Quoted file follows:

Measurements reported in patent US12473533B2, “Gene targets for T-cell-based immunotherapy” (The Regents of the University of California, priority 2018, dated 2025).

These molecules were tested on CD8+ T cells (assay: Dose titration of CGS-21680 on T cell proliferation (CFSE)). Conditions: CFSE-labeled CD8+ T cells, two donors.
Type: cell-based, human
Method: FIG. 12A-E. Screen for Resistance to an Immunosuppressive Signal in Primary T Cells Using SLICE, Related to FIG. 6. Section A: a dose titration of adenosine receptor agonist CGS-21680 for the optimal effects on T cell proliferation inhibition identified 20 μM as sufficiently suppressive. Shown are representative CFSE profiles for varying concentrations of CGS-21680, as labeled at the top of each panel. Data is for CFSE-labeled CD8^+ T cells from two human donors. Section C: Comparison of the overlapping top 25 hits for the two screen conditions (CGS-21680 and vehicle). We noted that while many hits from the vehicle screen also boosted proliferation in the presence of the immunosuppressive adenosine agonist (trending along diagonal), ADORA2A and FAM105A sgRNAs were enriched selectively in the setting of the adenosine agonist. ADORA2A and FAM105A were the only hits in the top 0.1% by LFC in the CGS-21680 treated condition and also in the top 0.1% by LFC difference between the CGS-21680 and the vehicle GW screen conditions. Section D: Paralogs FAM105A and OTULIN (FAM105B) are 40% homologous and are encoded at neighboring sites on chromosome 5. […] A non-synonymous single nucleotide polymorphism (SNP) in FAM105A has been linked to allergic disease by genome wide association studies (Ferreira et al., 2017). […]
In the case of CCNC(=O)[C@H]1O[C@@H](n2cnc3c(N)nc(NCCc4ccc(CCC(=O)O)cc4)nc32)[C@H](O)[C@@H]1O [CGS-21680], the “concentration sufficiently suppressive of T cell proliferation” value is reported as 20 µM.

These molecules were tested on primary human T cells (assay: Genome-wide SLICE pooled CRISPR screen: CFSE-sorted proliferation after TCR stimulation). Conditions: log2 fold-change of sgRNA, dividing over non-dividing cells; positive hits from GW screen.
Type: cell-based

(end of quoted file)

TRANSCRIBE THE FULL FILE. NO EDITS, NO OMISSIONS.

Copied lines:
Measurements reported in patent US12473533B2, “Gene targets for T-cell-based immunotherapy” (The Regents of the University of California, priority 2018, dated 2025).

These molecules were tested on CD8+ T cells (assay: Dose titration of CGS-21680 on T cell proliferation (CFSE)). Conditions: CFSE-labeled CD8+ T cells, two donors.
Type: cell-based, human
Method: FIG. 12A-E. Screen for Resistance to an Immunosuppressive Signal in Primary T Cells Using SLICE, Related to FIG. 6. Section A: a dose titration of adenosine receptor agonist CGS-21680 for the optimal effects on T cell proliferation inhibition identified 20 μM as sufficiently suppressive. Shown are representative CFSE profiles for varying concentrations of CGS-21680, as labeled at the top of each panel. Data is for CFSE-labeled CD8^+ T cells from two human donors. Section C: Comparison of the overlapping top 25 hits for the two screen conditions (CGS-21680 and vehicle). We noted that while many hits from the vehicle screen also boosted proliferation in the presence of the immunosuppressive adenosine agonist (trending along diagonal), ADORA2A and FAM105A sgRNAs were enriched selectively in the setting of the adenosine agonist. ADORA2A and FAM105A were the only hits in the top 0.1% by LFC in the CGS-21680 treated condition and also in the top 0.1% by LFC difference between the CGS-21680 and the vehicle GW screen conditions. Section D: Paralogs FAM105A and OTULIN (FAM105B) are 40% homologous and are encoded at neighboring sites on chromosome 5. […] A non-synonymous single nucleotide polymorphism (SNP) in FAM105A has been linked to allergic disease by genome wide association studies (Ferreira et al., 2017). […]
In the case of CCNC(=O)[C@H]1O[C@@H](n2cnc3c(N)nc(NCCc4ccc(CCC(=O)O)cc4)nc32)[C@H](O)[C@@H]1O [CGS-21680], the “concentration sufficiently suppressive of T cell proliferation” value is reported as 20 µM.

These molecules were tested on primary human T cells (assay: Genome-wide SLICE pooled CRISPR screen: CFSE-sorted proliferation after TCR stimulation). Conditions: log2 fold-change of sgRNA, dividing over non-dividing cells; positive hits from GW screen.
Type: cell-based